|Index||2 reviews in total|
Georges Lautner, famous French director of classic comedies such as
"Les tontons flingueurs", "Les barbouzes" or latter, more serious work
like Jean-Paul Belmondo dark actioner "Le professionnel" blends laughs,
gunshots and pot-smoking hippies into a decent, sometimes even
hilarious comedy where French rednecks and free-loving, bare-chested
youngsters learn to go beyond their mutual dislike and live in harmony
in a deserted village. But some mysterious events raise the awareness
of the local police force and murder, gunfights and T&A ensue.
Some of the funny parts are a bit dated, but it's still both an enjoyable comedy with somewhat visionary scenes (like an hilarious criticism of placement product) and Lautner's direction is pretty solid, even 30+ years later. The acting is solid too, with many familiar faces (the late Paul Preboist as well as Andre Pousse, Henri Guybet and the great Michel Galabru) for those who know 70's French cinema... Oh, and did I mention many semi-nude scenes with gorgeous hippie girls? Not a masterpiece, not an exploitation flick either, but an enjoyable movie nonetheless.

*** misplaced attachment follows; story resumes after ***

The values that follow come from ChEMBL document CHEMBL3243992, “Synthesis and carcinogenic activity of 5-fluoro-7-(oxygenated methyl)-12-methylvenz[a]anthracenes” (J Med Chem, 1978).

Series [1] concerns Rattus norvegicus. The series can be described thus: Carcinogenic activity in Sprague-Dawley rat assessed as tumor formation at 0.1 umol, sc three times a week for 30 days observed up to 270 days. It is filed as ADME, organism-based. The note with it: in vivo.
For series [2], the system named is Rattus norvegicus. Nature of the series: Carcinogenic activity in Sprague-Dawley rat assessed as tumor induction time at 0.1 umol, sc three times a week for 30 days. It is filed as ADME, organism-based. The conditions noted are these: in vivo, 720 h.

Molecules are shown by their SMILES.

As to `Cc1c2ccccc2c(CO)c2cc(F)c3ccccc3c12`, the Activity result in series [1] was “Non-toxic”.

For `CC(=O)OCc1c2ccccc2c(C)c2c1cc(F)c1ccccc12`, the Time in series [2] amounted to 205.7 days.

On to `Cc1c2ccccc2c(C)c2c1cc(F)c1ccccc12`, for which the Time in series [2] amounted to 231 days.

What the squares thought the sixties were about , particularly the
hippies -who in 1973 were already passé- The film fills his quota of
long hair,sitar,transcendental meditation and singing Om ...But the
villains are not them and a nice countess (played by veteran Renée
Saint-Cyr) is on their side when her steward is murdered .Also notable
for one of Miou-Miou's first appearances and the presence of Dani ,a
pop singer of the sixties whose career was short-lived (but who made a
comeback some years back).The film is never dull and is pleasant to
watch ,if you do not ask too much.
That said ,as far as Lautner is concerned,you'll be better off with "Le Septième Juré" "La Route De Salina" or "La Maison Assassinée" which are not representative of his commercial stuff ,but which are infinitely more absorbing.
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